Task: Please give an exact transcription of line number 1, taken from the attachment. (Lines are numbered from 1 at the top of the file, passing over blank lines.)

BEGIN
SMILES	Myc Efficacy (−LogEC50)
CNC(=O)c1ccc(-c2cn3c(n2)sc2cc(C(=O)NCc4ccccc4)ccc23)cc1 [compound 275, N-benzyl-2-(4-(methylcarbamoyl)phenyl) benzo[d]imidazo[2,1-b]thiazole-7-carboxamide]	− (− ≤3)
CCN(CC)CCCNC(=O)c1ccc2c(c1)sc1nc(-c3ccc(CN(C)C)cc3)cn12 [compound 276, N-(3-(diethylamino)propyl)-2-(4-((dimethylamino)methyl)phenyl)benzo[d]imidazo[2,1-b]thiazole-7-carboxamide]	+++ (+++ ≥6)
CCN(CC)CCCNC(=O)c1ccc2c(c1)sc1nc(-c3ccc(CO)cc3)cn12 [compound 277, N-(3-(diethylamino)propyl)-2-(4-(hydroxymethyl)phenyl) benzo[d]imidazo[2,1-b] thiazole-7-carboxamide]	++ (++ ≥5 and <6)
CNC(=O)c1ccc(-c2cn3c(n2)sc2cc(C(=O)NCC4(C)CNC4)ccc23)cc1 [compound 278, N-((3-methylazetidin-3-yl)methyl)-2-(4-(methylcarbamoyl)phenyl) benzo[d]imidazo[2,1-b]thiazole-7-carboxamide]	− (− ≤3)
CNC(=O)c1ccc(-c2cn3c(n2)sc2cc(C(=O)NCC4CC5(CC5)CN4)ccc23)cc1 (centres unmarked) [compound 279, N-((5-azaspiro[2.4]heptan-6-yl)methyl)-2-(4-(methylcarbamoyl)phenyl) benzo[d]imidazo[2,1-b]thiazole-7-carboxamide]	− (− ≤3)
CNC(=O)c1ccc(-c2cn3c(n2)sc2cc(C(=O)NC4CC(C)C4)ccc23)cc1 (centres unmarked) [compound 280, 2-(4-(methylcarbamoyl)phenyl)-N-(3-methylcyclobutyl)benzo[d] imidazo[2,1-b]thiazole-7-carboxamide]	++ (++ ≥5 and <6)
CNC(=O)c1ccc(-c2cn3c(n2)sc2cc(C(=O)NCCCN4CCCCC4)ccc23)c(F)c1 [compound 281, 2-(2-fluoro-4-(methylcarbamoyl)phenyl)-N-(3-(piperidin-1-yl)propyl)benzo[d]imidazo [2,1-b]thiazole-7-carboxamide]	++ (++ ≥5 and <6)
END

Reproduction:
SMILES	Myc Efficacy (−LogEC50)